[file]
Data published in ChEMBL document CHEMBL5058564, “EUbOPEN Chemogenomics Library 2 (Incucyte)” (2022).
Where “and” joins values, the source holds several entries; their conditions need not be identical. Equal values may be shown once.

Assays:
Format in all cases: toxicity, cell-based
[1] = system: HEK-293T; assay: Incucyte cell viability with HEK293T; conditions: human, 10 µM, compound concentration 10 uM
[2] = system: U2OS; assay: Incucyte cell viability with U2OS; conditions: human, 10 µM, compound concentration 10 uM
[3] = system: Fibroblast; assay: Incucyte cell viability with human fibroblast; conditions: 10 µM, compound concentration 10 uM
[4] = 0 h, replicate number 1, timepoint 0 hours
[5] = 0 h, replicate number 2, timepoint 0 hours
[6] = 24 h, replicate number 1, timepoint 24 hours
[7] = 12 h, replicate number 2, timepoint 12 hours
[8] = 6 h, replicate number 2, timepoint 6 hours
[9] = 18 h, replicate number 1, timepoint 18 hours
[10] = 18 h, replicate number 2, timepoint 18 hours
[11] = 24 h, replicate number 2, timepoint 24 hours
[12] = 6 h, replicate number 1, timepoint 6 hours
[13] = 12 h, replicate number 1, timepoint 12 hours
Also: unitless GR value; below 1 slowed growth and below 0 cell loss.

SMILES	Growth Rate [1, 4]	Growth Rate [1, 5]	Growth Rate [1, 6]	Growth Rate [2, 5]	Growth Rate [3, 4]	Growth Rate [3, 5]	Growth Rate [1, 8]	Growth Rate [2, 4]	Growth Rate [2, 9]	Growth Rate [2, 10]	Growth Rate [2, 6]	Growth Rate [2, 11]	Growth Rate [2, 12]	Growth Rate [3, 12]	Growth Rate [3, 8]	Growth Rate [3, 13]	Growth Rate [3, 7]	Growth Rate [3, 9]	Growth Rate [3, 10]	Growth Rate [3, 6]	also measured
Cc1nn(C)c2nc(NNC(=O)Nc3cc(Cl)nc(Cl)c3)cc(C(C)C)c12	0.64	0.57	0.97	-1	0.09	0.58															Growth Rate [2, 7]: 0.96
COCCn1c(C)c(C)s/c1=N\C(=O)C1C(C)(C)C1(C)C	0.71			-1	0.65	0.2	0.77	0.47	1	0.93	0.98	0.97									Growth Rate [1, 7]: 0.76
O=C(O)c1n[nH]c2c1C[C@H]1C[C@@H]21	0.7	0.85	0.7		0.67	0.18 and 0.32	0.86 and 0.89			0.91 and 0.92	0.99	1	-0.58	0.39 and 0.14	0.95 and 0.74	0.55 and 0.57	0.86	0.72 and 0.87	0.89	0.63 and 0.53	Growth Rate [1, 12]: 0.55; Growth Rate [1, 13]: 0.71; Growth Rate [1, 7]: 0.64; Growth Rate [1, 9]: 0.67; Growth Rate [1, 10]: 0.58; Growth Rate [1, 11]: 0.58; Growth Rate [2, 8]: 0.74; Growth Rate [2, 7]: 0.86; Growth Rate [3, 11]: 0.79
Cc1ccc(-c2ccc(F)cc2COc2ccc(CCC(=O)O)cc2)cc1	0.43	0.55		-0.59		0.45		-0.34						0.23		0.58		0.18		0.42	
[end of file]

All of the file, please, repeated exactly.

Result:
Data published in ChEMBL document CHEMBL5058564, “EUbOPEN Chemogenomics Library 2 (Incucyte)” (2022).
Where “and” joins values, the source holds several entries; their conditions need not be identical. Equal values may be shown once.

Assays:
Format in all cases: toxicity, cell-based
[1] = system: HEK-293T; assay: Incucyte cell viability with HEK293T; conditions: human, 10 µM, compound concentration 10 uM
[2] = system: U2OS; assay: Incucyte cell viability with U2OS; conditions: human, 10 µM, compound concentration 10 uM
[3] = system: Fibroblast; assay: Incucyte cell viability with human fibroblast; conditions: 10 µM, compound concentration 10 uM
[4] = 0 h, replicate number 1, timepoint 0 hours
[5] = 0 h, replicate number 2, timepoint 0 hours
[6] = 24 h, replicate number 1, timepoint 24 hours
[7] = 12 h, replicate number 2, timepoint 12 hours
[8] = 6 h, replicate number 2, timepoint 6 hours
[9] = 18 h, replicate number 1, timepoint 18 hours
[10] = 18 h, replicate number 2, timepoint 18 hours
[11] = 24 h, replicate number 2, timepoint 24 hours
[12] = 6 h, replicate number 1, timepoint 6 hours
[13] = 12 h, replicate number 1, timepoint 12 hours
Also: unitless GR value; below 1 slowed growth and below 0 cell loss.

SMILES	Growth Rate [1, 4]	Growth Rate [1, 5]	Growth Rate [1, 6]	Growth Rate [2, 5]	Growth Rate [3, 4]	Growth Rate [3, 5]	Growth Rate [1, 8]	Growth Rate [2, 4]	Growth Rate [2, 9]	Growth Rate [2, 10]	Growth Rate [2, 6]	Growth Rate [2, 11]	Growth Rate [2, 12]	Growth Rate [3, 12]	Growth Rate [3, 8]	Growth Rate [3, 13]	Growth Rate [3, 7]	Growth Rate [3, 9]	Growth Rate [3, 10]	Growth Rate [3, 6]	also measured
Cc1nn(C)c2nc(NNC(=O)Nc3cc(Cl)nc(Cl)c3)cc(C(C)C)c12	0.64	0.57	0.97	-1	0.09	0.58															Growth Rate [2, 7]: 0.96
COCCn1c(C)c(C)s/c1=N\C(=O)C1C(C)(C)C1(C)C	0.71			-1	0.65	0.2	0.77	0.47	1	0.93	0.98	0.97									Growth Rate [1, 7]: 0.76
O=C(O)c1n[nH]c2c1C[C@H]1C[C@@H]21	0.7	0.85	0.7		0.67	0.18 and 0.32	0.86 and 0.89			0.91 and 0.92	0.99	1	-0.58	0.39 and 0.14	0.95 and 0.74	0.55 and 0.57	0.86	0.72 and 0.87	0.89	0.63 and 0.53	Growth Rate [1, 12]: 0.55; Growth Rate [1, 13]: 0.71; Growth Rate [1, 7]: 0.64; Growth Rate [1, 9]: 0.67; Growth Rate [1, 10]: 0.58; Growth Rate [1, 11]: 0.58; Growth Rate [2, 8]: 0.74; Growth Rate [2, 7]: 0.86; Growth Rate [3, 11]: 0.79
Cc1ccc(-c2ccc(F)cc2COc2ccc(CCC(=O)O)cc2)cc1	0.43	0.55		-0.59		0.45		-0.34						0.23		0.58		0.18		0.42	